Lithium in Psychiatry-The Benefits and Risks Associated with the Lithium Salts Treatment in Affective Disorders
Joanna Iskra-Trifunovic, Mateusz Szymczak, Andrzej Jasiewicz, Anna Grzywacz and Jerzy Samochowiec
Affiliation: Department of Psychiatry, Pomeranian Medical University, 26 Broniewskiego, 71-460 Szczecin, Poland.
Keywords: Bipolar disorder, depression, lithium, mania, meta-analysis, suicide.
Lithium treatment history goes far back before it was thoroughly described in the literature which is now
available to us. However, disorders that were initially treated with lithium salts were completely unrelated to psychiatry.
The article “Lithium salts in the treatment of psychotic excitement” from 1949 written by John Cade is considered to be
the introduction of lithium to modern psychiatric therapy and the beginning of modern clinical psychopharmacology.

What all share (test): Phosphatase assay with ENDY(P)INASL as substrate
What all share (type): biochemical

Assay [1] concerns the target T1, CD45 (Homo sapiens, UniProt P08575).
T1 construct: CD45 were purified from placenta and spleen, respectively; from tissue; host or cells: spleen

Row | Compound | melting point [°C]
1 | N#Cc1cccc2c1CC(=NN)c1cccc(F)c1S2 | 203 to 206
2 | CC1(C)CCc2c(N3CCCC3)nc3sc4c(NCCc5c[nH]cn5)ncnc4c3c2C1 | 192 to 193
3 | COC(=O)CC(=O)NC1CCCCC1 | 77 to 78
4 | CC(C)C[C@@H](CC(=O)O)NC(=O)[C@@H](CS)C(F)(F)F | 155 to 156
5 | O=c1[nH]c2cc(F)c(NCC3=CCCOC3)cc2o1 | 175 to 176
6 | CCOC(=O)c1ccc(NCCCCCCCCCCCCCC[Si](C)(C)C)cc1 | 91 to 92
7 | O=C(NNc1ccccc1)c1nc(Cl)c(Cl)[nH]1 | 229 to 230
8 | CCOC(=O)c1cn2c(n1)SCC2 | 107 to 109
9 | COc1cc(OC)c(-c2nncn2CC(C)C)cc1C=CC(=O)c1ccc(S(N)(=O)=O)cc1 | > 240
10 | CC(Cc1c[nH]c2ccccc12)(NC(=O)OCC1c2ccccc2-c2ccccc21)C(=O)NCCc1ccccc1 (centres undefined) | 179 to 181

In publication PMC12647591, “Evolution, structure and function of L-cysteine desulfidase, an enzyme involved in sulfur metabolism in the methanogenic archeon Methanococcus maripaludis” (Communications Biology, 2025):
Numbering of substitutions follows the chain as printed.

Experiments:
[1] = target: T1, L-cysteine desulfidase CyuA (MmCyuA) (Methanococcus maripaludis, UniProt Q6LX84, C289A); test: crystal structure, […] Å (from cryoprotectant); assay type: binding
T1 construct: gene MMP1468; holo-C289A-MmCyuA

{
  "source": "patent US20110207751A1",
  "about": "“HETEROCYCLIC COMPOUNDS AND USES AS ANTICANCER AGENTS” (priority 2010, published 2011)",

In the present treatment guidelines for bipolar disorders lithium is recommended as a first-line maintenance therapy. What
is worth mentioning is that the number of indications, including major depressive disorder, for instance, is growing. In
addition, numerous meta-analyses focused on antisuicidal effect of lithium therapy were also performed.
On the basis of the most recent literature available in this paper we presented indications for the preventive use of lithium
for such disorders as mania, bipolar disorder as well as the occurrence of depressive episodes in major depressive
disorder. It is worth pointing out that some studies indicate lithium to be the only medicine proved to be effective for
mood stabilization. Interactions between lithium and other medicines were described in detail. In this paper we also
described and discussed possible side effects of lithium therapy, including renal failure, hypothyroidism,
hyperparathyroidism, weight gain and teratogenicity.
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